Australia Establishes Defense Space Command

Air Vice-Marshal Catherine Roberts, Commander Defence Space Command, at the opening of the Defence Space Command Headquarters. Credit: Leading Aircraftman Sam Price

Australia has established Defence Space Command to further develop its military space capabilities and counter emerging threats.

The newly established arm will be led by Defence Space Commander Air Vice-Marshal Cath Roberts.

The Space Command will include Navy, Army and Air Force personnel, members of the Australian Public Service and contractors.

Australian Chief of the Defense Force General Angus Campbell said that the space domain is a critical aspect to the warfighting effectiveness of the Australian Defense Force (ADF).

The space arm will also help in enhancing situational awareness and provide real-time communications in the current geostrategic environment.

General Campbell said: “The decision to create a single organization to coordinate and manage Defence’s endeavours in space is significant.”

Chief of Air Force Air Marshal Mel Hupfeld said: “The government has committed to significantly increasing investment in Defence’s space capabilities by investing around $5.2 billion this decade to assure our access to space, space services and geospatial information.

“While technologies and systems are important, they are only part of what enables the delivery of space power. Our people and partners will bring the curiosity, creativity and collaborative spirit required to conceive the space power required to meet our future challenges.”

Why does Australia need to put so much effort into space and space defense? One reason is Australia (like the rest of the world) depends on space-based technologies to provide communications, navigation and timing, and Earth-observing services.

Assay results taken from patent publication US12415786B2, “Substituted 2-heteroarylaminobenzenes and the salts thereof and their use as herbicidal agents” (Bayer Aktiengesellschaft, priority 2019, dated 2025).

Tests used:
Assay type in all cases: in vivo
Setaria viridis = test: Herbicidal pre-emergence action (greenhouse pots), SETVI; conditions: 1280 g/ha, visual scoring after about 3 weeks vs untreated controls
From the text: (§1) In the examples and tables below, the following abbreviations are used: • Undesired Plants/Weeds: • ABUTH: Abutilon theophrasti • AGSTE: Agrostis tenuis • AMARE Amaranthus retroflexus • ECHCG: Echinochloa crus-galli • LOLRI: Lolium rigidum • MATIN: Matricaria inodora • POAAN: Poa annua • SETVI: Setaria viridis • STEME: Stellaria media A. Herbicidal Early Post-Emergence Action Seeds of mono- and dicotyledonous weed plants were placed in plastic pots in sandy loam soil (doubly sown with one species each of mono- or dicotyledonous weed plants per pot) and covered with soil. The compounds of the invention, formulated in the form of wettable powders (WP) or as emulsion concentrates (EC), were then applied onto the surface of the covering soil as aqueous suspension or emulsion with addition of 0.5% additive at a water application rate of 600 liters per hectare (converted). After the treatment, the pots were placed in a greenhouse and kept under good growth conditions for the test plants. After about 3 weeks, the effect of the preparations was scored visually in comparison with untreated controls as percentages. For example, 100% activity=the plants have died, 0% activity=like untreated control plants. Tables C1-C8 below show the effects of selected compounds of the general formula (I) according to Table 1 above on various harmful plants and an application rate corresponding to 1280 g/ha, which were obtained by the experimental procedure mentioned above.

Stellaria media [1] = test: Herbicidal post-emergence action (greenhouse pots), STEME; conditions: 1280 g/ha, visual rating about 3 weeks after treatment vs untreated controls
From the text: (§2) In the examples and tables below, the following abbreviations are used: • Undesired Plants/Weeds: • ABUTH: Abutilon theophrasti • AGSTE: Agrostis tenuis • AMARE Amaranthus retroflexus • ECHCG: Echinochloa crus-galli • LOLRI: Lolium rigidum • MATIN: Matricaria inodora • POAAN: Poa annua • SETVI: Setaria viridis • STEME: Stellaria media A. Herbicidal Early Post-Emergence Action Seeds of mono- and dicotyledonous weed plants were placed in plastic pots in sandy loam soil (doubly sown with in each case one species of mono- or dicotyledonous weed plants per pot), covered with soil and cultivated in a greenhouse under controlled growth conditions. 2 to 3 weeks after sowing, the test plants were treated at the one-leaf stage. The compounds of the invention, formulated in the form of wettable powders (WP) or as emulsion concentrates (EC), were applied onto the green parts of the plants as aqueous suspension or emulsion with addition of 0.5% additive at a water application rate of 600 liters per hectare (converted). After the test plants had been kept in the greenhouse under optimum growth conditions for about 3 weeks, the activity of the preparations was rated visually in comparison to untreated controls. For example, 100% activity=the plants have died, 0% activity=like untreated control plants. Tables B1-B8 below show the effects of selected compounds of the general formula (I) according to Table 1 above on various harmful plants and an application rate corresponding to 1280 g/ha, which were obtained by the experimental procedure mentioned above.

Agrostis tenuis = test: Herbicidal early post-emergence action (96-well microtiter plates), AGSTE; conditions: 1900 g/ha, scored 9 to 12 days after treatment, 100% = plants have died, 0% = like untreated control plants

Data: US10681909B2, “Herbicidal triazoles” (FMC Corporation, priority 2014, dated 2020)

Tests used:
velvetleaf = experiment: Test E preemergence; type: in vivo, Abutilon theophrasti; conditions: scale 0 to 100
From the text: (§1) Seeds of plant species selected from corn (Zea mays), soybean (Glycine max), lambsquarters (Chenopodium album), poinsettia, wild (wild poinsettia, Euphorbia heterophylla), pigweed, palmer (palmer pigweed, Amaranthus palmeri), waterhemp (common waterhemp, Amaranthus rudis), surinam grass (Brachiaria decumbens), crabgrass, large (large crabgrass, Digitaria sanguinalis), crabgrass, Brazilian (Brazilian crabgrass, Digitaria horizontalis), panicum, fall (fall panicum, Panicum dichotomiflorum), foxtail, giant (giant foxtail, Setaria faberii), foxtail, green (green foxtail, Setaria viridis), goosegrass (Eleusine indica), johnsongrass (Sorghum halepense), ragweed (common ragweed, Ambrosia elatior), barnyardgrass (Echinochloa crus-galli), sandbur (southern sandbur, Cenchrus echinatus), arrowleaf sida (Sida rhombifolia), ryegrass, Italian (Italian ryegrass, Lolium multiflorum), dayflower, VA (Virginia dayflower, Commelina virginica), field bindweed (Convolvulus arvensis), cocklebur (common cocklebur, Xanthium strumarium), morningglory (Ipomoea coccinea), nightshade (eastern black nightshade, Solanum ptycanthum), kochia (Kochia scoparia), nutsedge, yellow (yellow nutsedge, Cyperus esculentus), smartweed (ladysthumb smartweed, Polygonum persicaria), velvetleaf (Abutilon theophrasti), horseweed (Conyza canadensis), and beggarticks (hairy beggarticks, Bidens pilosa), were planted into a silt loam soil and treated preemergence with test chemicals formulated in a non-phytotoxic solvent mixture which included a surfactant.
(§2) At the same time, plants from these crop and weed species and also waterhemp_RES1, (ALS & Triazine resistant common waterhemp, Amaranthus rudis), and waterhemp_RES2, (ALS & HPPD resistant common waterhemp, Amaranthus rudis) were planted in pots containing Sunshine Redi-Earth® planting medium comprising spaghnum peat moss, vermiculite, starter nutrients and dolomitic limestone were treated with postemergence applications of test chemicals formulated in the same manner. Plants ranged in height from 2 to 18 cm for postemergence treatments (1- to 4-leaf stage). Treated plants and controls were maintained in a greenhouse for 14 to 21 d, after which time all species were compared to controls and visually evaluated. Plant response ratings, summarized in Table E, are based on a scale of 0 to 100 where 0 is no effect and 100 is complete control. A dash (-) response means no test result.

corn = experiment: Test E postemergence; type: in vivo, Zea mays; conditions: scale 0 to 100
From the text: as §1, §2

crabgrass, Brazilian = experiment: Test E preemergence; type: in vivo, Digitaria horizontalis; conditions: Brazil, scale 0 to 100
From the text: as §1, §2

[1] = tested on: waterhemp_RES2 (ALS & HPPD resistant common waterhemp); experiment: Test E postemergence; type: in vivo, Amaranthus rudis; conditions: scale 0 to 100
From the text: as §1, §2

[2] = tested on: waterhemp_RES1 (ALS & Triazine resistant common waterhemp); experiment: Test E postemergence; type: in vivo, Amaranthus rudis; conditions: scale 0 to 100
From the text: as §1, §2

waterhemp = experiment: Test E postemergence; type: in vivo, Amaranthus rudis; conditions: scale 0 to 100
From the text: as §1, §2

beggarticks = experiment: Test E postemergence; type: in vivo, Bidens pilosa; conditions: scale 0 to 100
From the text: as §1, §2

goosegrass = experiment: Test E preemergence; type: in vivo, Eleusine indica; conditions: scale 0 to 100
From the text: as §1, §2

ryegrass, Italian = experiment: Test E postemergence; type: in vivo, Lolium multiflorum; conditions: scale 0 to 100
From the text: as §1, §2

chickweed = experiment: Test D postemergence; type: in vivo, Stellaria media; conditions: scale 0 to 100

Defence and UNSW Canberra have jointly invested more than A$30 million since 2015 in this program. In that time, we have has developed four missions with five satellites. We have also performed extensive research and development for artificial intelligence-enabled space systems. We have also tracked and predicted the behaviour of satellites and their interactions with the space environment (known as “space domain awareness”).

Our most recent mission, M2, was launched in March 2021. It consists of two advanced satellites demonstrating technologies for Earth observation, satellite monitoring, communications and in-orbit artificial intelligence.

The M2 mission demonstrated cutting-edge technologies. UNSW Canberra, Author provided

Our missions have grown defence’s capacity and capability for developing and operating space technologies to meet national needs. The technical and operational lessons we learn feed directly into our space education program and also our plans for the future.

Just as importantly, the team has spawned three Canberra-based spin-off companies (Skykraft, Infinity Avionics and Nominal Systems) and established a domestic supply chain of approximately 30 organisations to support the missions. We have also contributed more than 20 highly skilled space professionals to other parts of the Australian space sector.

UNSW Canberra Space, along with our colleagues across the university sector, agencies such as Defence Science and Technology Group, the Australian Space Agency, CSIRO and Geoscience Australia, and in industry, has ambitious plans for new Australian space missions in the coming years.

The innovations that flow will be many, and the growth in skills across the country will be extensive. With coordination, these outcomes will make an important and enduring contribution to the success of Defence Space Command.

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